Physician Scarcity

Physician Scarcity in the US

Over the past few years, the United States has received significant press over the lack of primary care physicians, which has caused wait times for medical services to skyrocket. This combined with the added residency programs throughout the country have left an open opportunity that many IMGS have taken advantage of. What has often been passed over is the growing need for specialists. Within a few years, a large amount of the population becoming older, there will be an unfounded need for surgeons, oncologists and other many other types of specialists.

In addition to the aging population, and increased longevity of life, the implementation of affordable health care programs and insurance offerings has increased the amount of patients that are seeing doctors on a regular basis.

Due to this expanded patient base and increasing shortage of practicing physicians, the United States has experienced prolonged wait times and shortened one on one time with a physician. A survey in 2014 revealed that doctor-patient interactions have decreased to an average of 20.8 minutes per patient. This clearly displays the workload of doctors currently in the field.

Medical Associations have tried to combat this predicted lack of practicing physicians by going to the United States government for the funding to expand residency positions across the country. By doing so, it will create even more opportunity for IMGs to break in the US medical field. Not only as a general practitioner, but it opens the door to many specialist fields that previously were almost unattainable for an IMG.


DO/MD difference

In the United States, there are two kinds of doctors; there are MDs, or Medical Doctors who practice allopathic medicine, and DOs, or Osteopathic Doctors. Allopathic medicine treats an ill patient differently than a patient who is healthy. An Osteopathic doctor is trained to take into account a patient’s diet & nutrition, environment and the body system as a whole during diagnosis. Both DO’s and MDs can practice medicine in all 50 states and can be found in all medical specialties; however there are a few differences between the two types of physicians. Most DO’s tend to practice in rural areas and tend to be primary care physicians, whereas MD’s tend to practice in more urban environments and have more specific medical specialties. Additionally, DO’s are required to take expanded training in order to learn manipulation techniques of the muskeloskeltial system, to be used for naturally relieving pain felt by patients. Another major difference between DO’s and MD’s is that MD’s take the USMLE’s; DO’s take a similar examination but it is the Comprehensive Medical Licensing Examination, or COMLEX.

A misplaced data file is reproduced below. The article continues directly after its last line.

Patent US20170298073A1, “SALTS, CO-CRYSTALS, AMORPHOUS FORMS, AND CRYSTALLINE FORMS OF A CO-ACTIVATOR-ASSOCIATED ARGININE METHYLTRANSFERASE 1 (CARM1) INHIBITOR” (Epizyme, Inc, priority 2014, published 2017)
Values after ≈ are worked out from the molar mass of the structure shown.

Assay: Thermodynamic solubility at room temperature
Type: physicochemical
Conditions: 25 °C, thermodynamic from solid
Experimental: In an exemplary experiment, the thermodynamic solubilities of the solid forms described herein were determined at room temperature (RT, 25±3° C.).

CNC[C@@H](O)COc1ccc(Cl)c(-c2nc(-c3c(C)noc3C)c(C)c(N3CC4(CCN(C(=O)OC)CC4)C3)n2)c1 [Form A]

Traditionally most physicians in the United States are MD’s, but over the past few years there has been noted rises in the amount of DO’s actively practicing. There are many reasons for this increase of DO’s in the United States, one is that many medical students are becoming aware that there is no discrepancy between MD and DO salaries, which was previously believed. With more research, it has been found that the higher average pay for MD’s is due to the amount of specialists, and the higher costs of living in the urban locations these physicians tend to practice in.

Another reason for the increase in DO’s is the competitiveness of the MD residency programs in the United States. For a DO, you can apply to an MD residency program, but most applicants would not be considered, unless this is for a primary care residency. There are also some DO residency programs, which are considered to be easier to get into then equivalent MD residencies. As an example, in 2013 for Osteopathic medical students, the average MCAT score of 26 and an overall GPA of 3.4; compared with an average MCAT of 31 and overall 3.69 GPA for allopathic students who matriculated.

In the coming years, the Accreditation Council of Graduate Medical Education, the accreditation body for allopathic residency programs, will start to accredit osteopathic programs. These additions of DO residency programs, and the growing lack of practicing physicians throughout the United States are creating a substantially increased demand, and much more opportunity for DO medical students to successfully become US practicing physicians.



Only 25% of the American medical workforce are IMGs, and the US residency match program is designed to be beneficial to American medical graduates, or AMGs, so as an IMG you will have to do more and work harder to become a practicing doctor in the United States.

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